Blair heads an institute that has governance as one of its key areas of work. It says it is focused on helping governments and leaders make their vision for development a reality. “We work in the center of government and key line ministries and our work is shaped by national priorities,” and lists African countries in the institute’s client roster.

“We are still drawing up their roles. The president will be in charge and they will provide him with advice,” Pandjaitan told journalists. “They will be the figures to promote (the new capital construction) but they will not act as brokers,” he added.

He said that the UAE and SoftBank had expressed an interest in investing in the as yet-unnamed new capital, about 1,300 kilometers away from Jakarta, with the latter offering to chip in $30 billion to $40 billion.

It was not clear whether the investors would pump their money into the projects directly or through the Indonesian sovereign wealth fund, which the UAE has committed to help in establishing and investing in, in addition to investment pledges from SoftBank and the US International Development Finance Corporation.

Pandjaitan said he expected to meet with SoftBank’s Son on the sidelines of the World Economic Forum in Davos and in Tokyo later this month to finalize the fund, while the bill that will oversee the funding is being drafted.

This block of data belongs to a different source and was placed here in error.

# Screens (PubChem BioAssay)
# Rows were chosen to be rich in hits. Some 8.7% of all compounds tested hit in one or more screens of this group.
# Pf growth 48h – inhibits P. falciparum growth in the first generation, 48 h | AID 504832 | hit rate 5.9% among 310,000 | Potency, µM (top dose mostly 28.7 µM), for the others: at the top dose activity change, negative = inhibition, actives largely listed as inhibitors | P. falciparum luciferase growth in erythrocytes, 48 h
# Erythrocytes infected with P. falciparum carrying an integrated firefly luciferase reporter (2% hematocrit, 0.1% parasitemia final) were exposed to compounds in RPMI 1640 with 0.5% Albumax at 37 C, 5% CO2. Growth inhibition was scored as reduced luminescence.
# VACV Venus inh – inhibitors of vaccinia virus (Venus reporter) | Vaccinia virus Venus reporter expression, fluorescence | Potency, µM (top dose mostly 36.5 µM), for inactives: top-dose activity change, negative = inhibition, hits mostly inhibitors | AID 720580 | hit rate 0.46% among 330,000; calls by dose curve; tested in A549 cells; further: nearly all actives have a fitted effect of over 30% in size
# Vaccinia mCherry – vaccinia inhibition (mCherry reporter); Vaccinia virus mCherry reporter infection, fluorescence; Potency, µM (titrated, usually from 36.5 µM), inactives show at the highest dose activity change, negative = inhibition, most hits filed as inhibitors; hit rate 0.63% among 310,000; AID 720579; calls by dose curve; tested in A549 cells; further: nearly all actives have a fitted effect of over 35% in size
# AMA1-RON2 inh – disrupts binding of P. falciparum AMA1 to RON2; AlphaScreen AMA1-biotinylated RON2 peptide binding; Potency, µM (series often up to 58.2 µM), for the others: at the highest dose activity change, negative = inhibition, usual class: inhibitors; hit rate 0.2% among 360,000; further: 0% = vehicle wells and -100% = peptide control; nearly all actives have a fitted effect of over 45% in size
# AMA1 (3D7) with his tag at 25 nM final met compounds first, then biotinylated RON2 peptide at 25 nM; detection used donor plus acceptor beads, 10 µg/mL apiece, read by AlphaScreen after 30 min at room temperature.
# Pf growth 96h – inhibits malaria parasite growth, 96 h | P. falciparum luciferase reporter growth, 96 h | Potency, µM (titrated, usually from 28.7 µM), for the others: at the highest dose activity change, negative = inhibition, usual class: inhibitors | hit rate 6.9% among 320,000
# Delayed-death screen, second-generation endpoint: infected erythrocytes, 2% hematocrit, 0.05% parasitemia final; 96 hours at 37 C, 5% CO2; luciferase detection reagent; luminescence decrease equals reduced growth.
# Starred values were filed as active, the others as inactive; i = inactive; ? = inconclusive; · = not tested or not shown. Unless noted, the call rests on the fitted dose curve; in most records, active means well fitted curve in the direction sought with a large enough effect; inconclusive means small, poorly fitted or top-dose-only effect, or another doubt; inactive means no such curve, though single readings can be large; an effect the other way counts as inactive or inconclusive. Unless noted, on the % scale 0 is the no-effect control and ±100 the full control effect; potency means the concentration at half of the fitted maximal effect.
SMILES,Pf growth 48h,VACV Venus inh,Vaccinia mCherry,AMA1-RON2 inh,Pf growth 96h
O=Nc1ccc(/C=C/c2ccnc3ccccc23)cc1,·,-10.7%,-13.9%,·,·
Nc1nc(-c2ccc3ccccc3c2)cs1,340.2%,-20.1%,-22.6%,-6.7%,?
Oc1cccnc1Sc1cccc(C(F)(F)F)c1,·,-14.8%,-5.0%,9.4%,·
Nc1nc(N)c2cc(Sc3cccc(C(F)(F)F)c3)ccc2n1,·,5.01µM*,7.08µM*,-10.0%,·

“We are preparing the (financing) structure and the president will announce the decision in February,” Pandjaitan said, adding that despite rolling out the red carpet for the private sector to construct the new city, the government would foot the bill for the construction of key government offices.

Widodo announced in August that the government planned to move the capital to a 180,000-hectare area between the districts of North Penajam Paser and Kutai Kartanegara in East Kalimantan province, envisioning it as a smart, green city. 

Groundbreaking is slated to take place in early 2021 and the initial move will begin by the end of 2024 when the president’s second and final term ends.